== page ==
a completely superficial look at politics

Everyone knows that China is in trouble over Tibet with the international community. Except possibly China herself. As the up and coming superpower, it treats its sovereignty, rightly, as sovereign. And hence once Tibet is labelled as a national sovereignty issue, that’s it, case closed. The international community can disagree but hey, that’s their problem.

And there you have the whole Olympic torch route thing being changed and Chinese youths who are angry that their country has been treated so badly. They are mad that the one event they’ve been preparing for since the time it was announced 4 years ago is in jeopardy by this Tibet issue. They’ve been cleaning up the streets, building new spanking buildings, all spruced up for the Olympics and now at the eve of the event, there’s international disagreement as to the stance that China should take about Tibet. So the Chinese youths rant and rile on the forums online except that internationally, the impact is softened because the forums are in Chinese and only the Chinese understands.

Firstly, I think it’s strangely funny that the amount of Chinese national rage has been understated internationally due to the unfamiliarity with the Chinese language. But it’s understandable. Chinese is one of the hardest languages to learn and the youths in Singapore will attest to that fact. Especially if they hail from ACS and like-minded schools. But that’s an aside.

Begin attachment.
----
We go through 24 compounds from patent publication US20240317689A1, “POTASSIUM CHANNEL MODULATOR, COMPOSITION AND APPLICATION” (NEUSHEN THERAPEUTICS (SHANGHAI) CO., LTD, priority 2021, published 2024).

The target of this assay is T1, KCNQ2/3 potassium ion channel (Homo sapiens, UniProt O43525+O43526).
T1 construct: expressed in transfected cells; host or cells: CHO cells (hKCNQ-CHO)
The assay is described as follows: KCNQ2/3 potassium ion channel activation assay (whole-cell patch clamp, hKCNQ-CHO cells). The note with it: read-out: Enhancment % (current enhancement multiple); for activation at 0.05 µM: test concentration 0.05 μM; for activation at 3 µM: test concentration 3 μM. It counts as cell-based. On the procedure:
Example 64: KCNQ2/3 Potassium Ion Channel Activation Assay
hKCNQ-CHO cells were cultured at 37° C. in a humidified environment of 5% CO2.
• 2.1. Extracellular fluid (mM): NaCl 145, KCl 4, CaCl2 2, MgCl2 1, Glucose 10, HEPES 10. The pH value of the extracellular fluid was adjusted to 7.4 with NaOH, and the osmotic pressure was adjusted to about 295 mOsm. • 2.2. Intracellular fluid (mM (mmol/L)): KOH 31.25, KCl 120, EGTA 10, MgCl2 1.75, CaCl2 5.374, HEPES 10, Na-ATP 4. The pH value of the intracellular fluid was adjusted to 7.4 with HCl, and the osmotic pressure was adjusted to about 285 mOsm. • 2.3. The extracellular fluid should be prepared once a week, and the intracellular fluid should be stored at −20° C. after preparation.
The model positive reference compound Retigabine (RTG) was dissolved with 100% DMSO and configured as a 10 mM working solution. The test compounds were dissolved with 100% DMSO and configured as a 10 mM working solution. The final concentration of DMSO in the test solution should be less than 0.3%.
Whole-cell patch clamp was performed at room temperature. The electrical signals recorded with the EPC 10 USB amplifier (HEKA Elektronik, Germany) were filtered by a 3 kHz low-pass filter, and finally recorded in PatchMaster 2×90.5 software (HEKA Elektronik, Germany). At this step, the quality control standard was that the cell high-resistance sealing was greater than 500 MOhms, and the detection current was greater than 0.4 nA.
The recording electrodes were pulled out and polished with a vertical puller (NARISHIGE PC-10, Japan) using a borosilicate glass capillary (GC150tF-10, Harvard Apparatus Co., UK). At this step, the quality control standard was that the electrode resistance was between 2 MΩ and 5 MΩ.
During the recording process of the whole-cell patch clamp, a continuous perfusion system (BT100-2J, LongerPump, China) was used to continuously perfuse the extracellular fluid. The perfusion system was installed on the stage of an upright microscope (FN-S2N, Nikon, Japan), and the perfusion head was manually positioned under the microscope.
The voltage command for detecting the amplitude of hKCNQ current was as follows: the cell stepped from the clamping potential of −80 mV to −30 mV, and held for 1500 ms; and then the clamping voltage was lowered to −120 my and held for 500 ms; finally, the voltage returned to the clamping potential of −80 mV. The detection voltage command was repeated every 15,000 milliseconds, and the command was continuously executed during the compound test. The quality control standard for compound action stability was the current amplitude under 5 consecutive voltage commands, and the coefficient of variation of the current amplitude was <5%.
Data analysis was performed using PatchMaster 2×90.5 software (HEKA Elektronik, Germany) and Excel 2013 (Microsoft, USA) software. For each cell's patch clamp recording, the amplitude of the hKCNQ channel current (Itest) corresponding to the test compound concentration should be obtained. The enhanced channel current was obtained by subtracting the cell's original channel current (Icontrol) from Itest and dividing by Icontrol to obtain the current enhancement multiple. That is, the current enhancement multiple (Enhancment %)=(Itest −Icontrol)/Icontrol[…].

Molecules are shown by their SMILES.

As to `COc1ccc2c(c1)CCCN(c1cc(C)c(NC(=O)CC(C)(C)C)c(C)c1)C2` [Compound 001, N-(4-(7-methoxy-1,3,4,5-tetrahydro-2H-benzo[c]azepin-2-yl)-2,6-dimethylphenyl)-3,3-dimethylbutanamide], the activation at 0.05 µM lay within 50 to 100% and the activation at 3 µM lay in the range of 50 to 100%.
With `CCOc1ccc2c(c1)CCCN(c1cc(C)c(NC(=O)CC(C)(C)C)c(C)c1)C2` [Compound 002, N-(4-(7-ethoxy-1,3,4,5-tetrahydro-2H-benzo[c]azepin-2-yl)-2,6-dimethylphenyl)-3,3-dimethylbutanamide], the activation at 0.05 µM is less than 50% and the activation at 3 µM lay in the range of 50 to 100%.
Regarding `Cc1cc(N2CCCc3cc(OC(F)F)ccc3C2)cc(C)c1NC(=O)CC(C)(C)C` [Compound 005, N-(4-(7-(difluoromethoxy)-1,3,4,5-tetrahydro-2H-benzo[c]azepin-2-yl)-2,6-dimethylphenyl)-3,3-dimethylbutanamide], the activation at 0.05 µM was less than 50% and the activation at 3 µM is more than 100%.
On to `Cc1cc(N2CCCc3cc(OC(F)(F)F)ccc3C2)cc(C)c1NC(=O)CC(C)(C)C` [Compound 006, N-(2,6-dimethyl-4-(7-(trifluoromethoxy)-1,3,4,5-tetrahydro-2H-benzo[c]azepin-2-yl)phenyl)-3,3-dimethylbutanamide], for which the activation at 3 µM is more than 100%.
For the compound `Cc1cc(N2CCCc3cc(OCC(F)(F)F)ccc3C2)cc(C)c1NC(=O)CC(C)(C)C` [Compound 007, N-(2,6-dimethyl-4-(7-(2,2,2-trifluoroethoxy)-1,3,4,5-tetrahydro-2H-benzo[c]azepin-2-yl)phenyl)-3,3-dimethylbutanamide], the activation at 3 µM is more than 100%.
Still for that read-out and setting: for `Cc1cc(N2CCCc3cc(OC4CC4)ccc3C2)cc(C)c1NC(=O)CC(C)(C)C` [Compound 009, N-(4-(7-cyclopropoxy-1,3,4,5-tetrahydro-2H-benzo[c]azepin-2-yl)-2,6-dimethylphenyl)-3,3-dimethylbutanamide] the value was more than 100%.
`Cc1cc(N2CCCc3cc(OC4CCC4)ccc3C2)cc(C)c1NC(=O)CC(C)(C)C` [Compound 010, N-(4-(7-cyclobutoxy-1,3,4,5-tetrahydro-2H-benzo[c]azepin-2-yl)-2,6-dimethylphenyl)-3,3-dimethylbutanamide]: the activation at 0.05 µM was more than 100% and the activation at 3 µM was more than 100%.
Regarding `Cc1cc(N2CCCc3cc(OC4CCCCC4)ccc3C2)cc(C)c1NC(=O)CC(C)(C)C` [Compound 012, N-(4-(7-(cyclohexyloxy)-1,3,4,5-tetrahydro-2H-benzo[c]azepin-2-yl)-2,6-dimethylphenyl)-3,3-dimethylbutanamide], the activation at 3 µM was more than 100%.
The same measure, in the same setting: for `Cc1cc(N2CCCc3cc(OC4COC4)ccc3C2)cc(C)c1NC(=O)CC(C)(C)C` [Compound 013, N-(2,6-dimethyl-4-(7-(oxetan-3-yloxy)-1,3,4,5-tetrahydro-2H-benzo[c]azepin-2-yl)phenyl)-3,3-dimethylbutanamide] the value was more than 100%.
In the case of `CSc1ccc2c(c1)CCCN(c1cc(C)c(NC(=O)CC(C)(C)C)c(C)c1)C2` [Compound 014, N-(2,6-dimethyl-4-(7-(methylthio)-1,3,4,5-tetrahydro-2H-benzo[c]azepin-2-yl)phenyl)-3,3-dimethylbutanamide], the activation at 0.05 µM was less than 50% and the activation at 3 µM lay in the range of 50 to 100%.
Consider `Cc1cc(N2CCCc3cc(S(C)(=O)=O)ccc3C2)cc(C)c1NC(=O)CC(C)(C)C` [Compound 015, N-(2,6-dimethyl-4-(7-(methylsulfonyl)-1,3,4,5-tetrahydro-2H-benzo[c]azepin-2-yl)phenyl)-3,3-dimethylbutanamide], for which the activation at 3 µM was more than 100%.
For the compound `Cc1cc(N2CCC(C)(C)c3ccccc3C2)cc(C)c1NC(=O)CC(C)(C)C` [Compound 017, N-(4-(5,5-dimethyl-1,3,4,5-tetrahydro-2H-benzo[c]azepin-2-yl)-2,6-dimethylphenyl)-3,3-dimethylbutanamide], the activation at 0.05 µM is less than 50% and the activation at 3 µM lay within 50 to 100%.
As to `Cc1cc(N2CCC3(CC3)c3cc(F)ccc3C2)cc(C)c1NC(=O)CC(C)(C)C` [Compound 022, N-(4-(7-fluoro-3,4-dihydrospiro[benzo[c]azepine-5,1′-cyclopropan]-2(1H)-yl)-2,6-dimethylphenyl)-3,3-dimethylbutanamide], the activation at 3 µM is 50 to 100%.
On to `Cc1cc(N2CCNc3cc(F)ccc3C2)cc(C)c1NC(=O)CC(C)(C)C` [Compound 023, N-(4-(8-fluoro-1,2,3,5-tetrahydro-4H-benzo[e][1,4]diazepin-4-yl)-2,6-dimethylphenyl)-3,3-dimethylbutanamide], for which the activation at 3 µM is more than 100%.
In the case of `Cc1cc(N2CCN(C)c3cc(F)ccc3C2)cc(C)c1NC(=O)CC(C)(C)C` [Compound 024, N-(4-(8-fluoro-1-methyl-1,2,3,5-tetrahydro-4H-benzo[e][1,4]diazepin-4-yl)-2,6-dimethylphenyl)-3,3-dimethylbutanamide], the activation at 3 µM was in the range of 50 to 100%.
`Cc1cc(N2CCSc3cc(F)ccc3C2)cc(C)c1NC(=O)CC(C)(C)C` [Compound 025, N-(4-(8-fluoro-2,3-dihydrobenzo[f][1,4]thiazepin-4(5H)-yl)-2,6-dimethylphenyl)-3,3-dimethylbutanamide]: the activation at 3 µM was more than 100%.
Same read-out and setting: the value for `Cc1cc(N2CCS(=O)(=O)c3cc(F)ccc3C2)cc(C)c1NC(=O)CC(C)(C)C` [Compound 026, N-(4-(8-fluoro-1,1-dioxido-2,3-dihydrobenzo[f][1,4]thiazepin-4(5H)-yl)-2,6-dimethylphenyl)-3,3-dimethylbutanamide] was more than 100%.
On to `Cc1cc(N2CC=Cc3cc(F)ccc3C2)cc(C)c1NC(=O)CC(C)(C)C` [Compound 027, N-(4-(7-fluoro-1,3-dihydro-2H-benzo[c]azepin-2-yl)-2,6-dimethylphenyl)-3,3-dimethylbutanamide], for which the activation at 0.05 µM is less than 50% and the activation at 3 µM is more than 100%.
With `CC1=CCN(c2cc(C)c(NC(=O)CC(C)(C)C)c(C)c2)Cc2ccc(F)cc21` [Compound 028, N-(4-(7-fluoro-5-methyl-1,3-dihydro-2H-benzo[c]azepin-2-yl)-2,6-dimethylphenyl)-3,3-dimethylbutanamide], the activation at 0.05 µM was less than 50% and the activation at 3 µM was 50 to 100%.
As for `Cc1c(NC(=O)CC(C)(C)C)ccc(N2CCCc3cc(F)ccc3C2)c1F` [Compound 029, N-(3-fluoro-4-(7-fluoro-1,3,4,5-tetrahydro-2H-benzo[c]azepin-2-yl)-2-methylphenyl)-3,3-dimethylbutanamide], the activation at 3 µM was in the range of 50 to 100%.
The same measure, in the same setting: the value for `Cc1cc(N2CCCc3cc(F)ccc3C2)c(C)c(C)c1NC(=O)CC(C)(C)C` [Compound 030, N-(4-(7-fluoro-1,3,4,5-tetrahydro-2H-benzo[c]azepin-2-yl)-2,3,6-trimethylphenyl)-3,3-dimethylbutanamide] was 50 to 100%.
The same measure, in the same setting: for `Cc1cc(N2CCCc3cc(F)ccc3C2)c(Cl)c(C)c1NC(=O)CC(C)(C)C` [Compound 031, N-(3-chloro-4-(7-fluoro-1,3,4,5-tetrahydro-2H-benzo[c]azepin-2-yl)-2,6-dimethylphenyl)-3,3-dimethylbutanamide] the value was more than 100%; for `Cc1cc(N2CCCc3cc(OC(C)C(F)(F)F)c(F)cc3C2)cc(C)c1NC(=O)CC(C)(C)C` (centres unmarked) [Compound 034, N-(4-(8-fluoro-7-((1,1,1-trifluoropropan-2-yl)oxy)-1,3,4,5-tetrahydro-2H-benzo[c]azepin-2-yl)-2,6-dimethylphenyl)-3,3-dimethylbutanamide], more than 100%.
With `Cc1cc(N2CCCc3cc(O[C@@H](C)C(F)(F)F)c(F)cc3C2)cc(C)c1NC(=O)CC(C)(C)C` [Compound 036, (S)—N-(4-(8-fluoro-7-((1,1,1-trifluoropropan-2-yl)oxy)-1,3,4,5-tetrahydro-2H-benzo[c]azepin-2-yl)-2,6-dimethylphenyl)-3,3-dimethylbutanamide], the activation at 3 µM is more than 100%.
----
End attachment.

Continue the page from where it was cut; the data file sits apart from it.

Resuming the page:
The real issue is that China, in its national interests, should have taken a more diplomatic stance than to keep reiterating that it’s an ‘internal / national issue’. The problem is also that the Dalai Lama, being the Dalai Lama, has moral authority on his side. It may not be actual moral authority, but such authority is assumed. He appears on television with his kindly smile and mild mannered nature, donned in his religious robes, a perfect picture of conciliatory discussion. On the other hand, you have a Chinese official, decked out in his military outfit as he speaks to the reporters, a picture of austerity and high handedness. It’s not difficult to understand why the entire world did not even bother trying to see this story from China’s point of view. It became the big bully naturally. And no one questions why. The United States of America, in my humble opinion, should keep quiet(er) about it. Before one points out a speck in her brother’s eye, one should take out the plank in its own eye. Iraq is US plank. So it should shut up about it.

I may be trivialising the issue here. In fact, I know I am. The key point is that a healthy dose of diplomacy never did any country any harm. China should be seen to want to compromise on the issue of Tibet, even if it is not. Although that is form without substance, at least there will be a form. With that form, people can then address complaints and constructive criticisms will bring about the impetus needed for creating substance behind that form. First form, then substance. And no crowds will run amok.

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